"Pray also for me, that whenever I open my mouth, words may be given me so that I will fearlessly make known the mystery of the gospel, for which I am an ambassador in chains. Pray that I may declare it fearlessly, as I should." - Ephesians 6:19-20
One week ago, a jittery America was floundering in 24/7 coverage of the midterm elections, with many Christians among those wondering if Harry Reid would get the boot. Many of us spent time praying for "God's will to be done" before we went to the polls, and many churches said a prayer for our nation's future that Sunday. After two years of political change, Tea Party sympathizers and Obama apologists alike dithered over their fate.
The same day we went to the polls, Iraqi Christians in Baghdad buried about 50 fellow believers. All of them were victims of a terrorist group that denies Christians the right to exist.
Christians in America can luxuriate in questions of political representation, but believers in Iraq aren't worried about their taxes. Fifty-eight people - most of them believers - died on October 31, caught between Al Qaeda-linked militants who stormed a cathedral during mass and the Iraqi forces who broke into the church to "save" them. Another 75 people suffered bullet or grenade wounds. The number of Christians in Iraq has been decimated by emigration and targeted violence since 2003, but the Sunday attack was the single deadliest on record.
But on Monday, the church massacre was overwhelmed with last-minute election news in American media. We were glued to the news for how many seats Republicans won, not for what happened to Christians in Iraq.
Many of us are waking up to social justice issues and activism. We can be encouraged to see Christians advocating an end to human trafficking or going beyond the tithe to aid earthquake victims in Haiti. But these issues often allow us to be active by proxy.
Aiding the persecuted church, however, is profoundly different than advocating social justice issues. Organizations such as Open Doors and government commissions like the United States Commission on International Religious Freedom (USCIRF) have their place in petitioning governments and smuggling encouragement. Even so, persecution watchdogs say oppressed Christians most often request help of a different kind - they want the prayers of other Christians. They want our prayers.
The Baghdad church bombing is just one example of how quickly we take an "out of sight, out of mind" approach to our fellow believers' struggles. Perhaps that's where our efforts get derailed - we skip over the dozens of introductions the apostles give to their "brothers" in the faith and get right to the instruction, missing the deep connection between us. After all, one of the great Christian mysteries lies in the doctrine of adoption, in which God declares every believer to be his beloved child. That means the familial relationship isn't just vertical between us and God - it extends to our brothers and sisters in Christ. This isn't some loosey-goosey connection between all living things, but a deep spiritual bond that personally connects us to that grieving Christian mother in Iraq. This is our sister, whom we've often forgotten. We shouldn't be able to forget about family so easily.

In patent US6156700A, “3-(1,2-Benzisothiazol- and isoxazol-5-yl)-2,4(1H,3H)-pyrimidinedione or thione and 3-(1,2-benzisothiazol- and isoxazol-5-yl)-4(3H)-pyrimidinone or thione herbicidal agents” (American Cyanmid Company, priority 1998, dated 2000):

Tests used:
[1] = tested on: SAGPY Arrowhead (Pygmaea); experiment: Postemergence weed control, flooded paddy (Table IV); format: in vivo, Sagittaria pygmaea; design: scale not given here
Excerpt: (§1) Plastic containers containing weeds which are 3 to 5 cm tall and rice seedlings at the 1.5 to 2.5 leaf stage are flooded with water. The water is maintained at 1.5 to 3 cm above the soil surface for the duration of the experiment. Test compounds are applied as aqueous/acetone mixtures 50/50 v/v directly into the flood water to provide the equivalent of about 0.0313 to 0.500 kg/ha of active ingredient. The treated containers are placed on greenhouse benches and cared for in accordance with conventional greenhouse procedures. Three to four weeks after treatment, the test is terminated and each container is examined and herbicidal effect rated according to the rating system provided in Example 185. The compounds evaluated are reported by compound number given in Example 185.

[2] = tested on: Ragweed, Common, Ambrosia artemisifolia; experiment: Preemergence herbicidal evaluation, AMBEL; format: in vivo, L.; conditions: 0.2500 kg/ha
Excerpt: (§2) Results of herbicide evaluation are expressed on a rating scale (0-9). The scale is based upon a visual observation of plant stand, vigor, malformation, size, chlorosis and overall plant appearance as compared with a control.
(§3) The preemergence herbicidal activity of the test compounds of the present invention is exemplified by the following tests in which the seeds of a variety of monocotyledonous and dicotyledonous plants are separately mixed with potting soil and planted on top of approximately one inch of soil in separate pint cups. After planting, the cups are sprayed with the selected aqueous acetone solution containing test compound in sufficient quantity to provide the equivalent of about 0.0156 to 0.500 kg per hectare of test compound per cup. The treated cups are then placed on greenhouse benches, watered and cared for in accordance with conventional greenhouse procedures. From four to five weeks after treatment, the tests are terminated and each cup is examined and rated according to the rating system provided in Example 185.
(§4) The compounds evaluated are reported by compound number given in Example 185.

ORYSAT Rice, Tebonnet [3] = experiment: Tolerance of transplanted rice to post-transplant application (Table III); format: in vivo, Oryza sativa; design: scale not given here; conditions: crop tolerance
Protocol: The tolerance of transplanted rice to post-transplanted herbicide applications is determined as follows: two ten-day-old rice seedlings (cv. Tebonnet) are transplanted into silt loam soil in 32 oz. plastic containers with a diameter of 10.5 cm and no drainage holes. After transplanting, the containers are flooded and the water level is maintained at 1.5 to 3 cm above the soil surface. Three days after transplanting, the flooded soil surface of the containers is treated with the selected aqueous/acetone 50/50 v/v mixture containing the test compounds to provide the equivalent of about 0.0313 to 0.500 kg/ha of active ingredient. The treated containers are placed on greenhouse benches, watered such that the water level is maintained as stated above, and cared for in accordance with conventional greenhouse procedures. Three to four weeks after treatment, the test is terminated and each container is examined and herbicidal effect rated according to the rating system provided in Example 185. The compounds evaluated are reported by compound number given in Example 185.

Believers in America and most Western countries know very little of the fires of persecution, unlike our brothers and sisters in places like Iraq. But our lack of experience doesn't have to be a lack of empathy. In Galatians 6:2, Paul tells the church to "carry each other's burdens" to keep each other from stumbling. Maybe we need to take Paul's words more literally. I think those of us who don't endure life-threatening persecution can still partner with the persecuted church in this way. If we pray for believers we've never met, like those in Baghdad, chances are we'll never know the impact those prayers have. And yet we can enter into their suffering in a small way when we pray for them.
James tells us that "the prayers of a righteous man are powerful and effective," indicating that God uses prayers offered through Christ in ways we can't imagine. And when we don't know how to pray for other believers? God takes care of that hesitation as well in Romans 8:26 - "for we do not know how to pray as we ought, but that very Spirit intercedes with sighs too deep for words." These mysterious promises ought to thrill American believers as we consider what God can do when we pray for our brothers and sisters. We can carry their burden in some way. The question is, are we committed to doing so?
This Sunday we have the chance to multiply our prayers with Christians around the world with the International Day of Prayer for the Persecuted Church. You can find out how to pray for Christians in particular countries, and the unique challenges the face in different parts of the globe. Crosswalk.com provides daily features and summaries of religion and persecution news on our Religion Today page.